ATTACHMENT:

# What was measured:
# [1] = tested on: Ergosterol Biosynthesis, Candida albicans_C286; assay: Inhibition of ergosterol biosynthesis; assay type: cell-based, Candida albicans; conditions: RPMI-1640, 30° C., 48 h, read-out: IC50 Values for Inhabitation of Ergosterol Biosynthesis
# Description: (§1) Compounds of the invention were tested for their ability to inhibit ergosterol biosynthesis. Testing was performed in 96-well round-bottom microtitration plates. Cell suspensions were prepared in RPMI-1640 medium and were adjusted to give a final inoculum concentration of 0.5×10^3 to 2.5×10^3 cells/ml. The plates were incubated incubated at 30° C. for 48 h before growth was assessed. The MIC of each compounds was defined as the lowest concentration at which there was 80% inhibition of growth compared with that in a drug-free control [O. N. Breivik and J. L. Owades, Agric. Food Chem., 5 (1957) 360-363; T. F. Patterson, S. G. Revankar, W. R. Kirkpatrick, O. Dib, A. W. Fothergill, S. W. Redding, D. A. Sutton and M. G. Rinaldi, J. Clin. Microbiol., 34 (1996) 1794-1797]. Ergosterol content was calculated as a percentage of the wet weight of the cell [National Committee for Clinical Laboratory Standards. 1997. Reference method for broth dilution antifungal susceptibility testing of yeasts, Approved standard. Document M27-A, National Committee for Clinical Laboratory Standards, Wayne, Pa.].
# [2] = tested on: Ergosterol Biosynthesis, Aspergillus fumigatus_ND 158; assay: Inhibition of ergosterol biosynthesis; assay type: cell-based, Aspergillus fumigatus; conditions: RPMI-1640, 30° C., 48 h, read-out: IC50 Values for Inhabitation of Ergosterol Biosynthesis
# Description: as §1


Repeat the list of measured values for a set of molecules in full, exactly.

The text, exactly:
# What was measured:
# [1] = tested on: Ergosterol Biosynthesis, Candida albicans_C286; assay: Inhibition of ergosterol biosynthesis; assay type: cell-based, Candida albicans; conditions: RPMI-1640, 30° C., 48 h, read-out: IC50 Values for Inhabitation of Ergosterol Biosynthesis
# Description: (§1) Compounds of the invention were tested for their ability to inhibit ergosterol biosynthesis. Testing was performed in 96-well round-bottom microtitration plates. Cell suspensions were prepared in RPMI-1640 medium and were adjusted to give a final inoculum concentration of 0.5×10^3 to 2.5×10^3 cells/ml. The plates were incubated incubated at 30° C. for 48 h before growth was assessed. The MIC of each compounds was defined as the lowest concentration at which there was 80% inhibition of growth compared with that in a drug-free control [O. N. Breivik and J. L. Owades, Agric. Food Chem., 5 (1957) 360-363; T. F. Patterson, S. G. Revankar, W. R. Kirkpatrick, O. Dib, A. W. Fothergill, S. W. Redding, D. A. Sutton and M. G. Rinaldi, J. Clin. Microbiol., 34 (1996) 1794-1797]. Ergosterol content was calculated as a percentage of the wet weight of the cell [National Committee for Clinical Laboratory Standards. 1997. Reference method for broth dilution antifungal susceptibility testing of yeasts, Approved standard. Document M27-A, National Committee for Clinical Laboratory Standards, Wayne, Pa.].
# [2] = tested on: Ergosterol Biosynthesis, Aspergillus fumigatus_ND 158; assay: Inhibition of ergosterol biosynthesis; assay type: cell-based, Aspergillus fumigatus; conditions: RPMI-1640, 30° C., 48 h, read-out: IC50 Values for Inhabitation of Ergosterol Biosynthesis
# Description: as §1